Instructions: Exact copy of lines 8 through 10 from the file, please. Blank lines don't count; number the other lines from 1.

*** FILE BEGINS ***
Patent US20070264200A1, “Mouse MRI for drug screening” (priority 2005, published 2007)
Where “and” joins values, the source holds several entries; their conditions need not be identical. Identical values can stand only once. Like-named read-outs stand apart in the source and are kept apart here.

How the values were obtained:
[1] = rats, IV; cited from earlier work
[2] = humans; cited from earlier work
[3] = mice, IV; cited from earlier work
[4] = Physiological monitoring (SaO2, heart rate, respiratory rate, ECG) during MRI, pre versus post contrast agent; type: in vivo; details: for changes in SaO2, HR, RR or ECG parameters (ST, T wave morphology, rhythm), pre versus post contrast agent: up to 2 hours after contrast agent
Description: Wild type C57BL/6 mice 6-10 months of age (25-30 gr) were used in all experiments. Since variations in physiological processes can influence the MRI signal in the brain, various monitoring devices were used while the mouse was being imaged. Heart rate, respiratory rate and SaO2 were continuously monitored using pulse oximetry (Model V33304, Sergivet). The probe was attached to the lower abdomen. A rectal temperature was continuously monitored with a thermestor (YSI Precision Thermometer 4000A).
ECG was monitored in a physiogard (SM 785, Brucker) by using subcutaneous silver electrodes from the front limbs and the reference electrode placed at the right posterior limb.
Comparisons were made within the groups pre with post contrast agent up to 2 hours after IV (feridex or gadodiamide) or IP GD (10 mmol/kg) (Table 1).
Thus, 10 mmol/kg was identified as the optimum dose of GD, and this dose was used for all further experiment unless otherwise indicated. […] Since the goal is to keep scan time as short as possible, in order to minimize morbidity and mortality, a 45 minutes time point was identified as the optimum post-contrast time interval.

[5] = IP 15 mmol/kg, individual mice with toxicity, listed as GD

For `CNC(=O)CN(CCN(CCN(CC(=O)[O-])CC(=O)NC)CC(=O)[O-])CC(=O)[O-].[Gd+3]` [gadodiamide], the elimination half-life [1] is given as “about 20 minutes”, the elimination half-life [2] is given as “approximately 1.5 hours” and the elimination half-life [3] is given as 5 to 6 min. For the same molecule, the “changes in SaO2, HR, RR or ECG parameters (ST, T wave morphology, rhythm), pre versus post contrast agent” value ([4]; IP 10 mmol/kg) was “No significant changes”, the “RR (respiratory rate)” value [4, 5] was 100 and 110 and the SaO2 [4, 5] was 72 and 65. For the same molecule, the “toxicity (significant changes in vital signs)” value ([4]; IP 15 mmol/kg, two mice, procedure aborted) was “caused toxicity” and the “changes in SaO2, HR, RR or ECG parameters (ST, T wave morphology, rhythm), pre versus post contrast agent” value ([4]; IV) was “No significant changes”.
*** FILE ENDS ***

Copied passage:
Description: Wild type C57BL/6 mice 6-10 months of age (25-30 gr) were used in all experiments. Since variations in physiological processes can influence the MRI signal in the brain, various monitoring devices were used while the mouse was being imaged. Heart rate, respiratory rate and SaO2 were continuously monitored using pulse oximetry (Model V33304, Sergivet). The probe was attached to the lower abdomen. A rectal temperature was continuously monitored with a thermestor (YSI Precision Thermometer 4000A).
ECG was monitored in a physiogard (SM 785, Brucker) by using subcutaneous silver electrodes from the front limbs and the reference electrode placed at the right posterior limb.
Comparisons were made within the groups pre with post contrast agent up to 2 hours after IV (feridex or gadodiamide) or IP GD (10 mmol/kg) (Table 1).